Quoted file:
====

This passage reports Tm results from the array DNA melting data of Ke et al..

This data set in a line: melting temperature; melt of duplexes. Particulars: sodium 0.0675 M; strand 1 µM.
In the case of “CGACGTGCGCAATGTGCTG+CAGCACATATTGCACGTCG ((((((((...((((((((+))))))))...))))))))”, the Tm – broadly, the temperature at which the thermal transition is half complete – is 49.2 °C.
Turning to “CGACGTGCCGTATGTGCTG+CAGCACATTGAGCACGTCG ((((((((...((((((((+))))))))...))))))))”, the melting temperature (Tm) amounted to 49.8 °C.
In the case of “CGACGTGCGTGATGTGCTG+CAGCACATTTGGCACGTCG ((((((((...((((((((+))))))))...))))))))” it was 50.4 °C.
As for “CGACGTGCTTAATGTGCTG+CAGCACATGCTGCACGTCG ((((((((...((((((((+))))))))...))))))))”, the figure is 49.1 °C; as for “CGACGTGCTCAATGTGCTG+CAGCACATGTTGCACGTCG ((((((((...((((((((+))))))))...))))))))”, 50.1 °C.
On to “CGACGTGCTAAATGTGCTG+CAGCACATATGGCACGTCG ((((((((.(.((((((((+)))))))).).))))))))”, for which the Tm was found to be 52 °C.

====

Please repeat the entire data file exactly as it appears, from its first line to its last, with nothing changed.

This passage reports Tm results from the array DNA melting data of Ke et al..

This data set in a line: melting temperature; melt of duplexes. Particulars: sodium 0.0675 M; strand 1 µM.
In the case of “CGACGTGCGCAATGTGCTG+CAGCACATATTGCACGTCG ((((((((...((((((((+))))))))...))))))))”, the Tm – broadly, the temperature at which the thermal transition is half complete – is 49.2 °C.
Turning to “CGACGTGCCGTATGTGCTG+CAGCACATTGAGCACGTCG ((((((((...((((((((+))))))))...))))))))”, the melting temperature (Tm) amounted to 49.8 °C.
In the case of “CGACGTGCGTGATGTGCTG+CAGCACATTTGGCACGTCG ((((((((...((((((((+))))))))...))))))))” it was 50.4 °C.
As for “CGACGTGCTTAATGTGCTG+CAGCACATGCTGCACGTCG ((((((((...((((((((+))))))))...))))))))”, the figure is 49.1 °C; as for “CGACGTGCTCAATGTGCTG+CAGCACATGTTGCACGTCG ((((((((...((((((((+))))))))...))))))))”, 50.1 °C.
On to “CGACGTGCTAAATGTGCTG+CAGCACATATGGCACGTCG ((((((((.(.((((((((+)))))))).).))))))))”, for which the Tm was found to be 52 °C.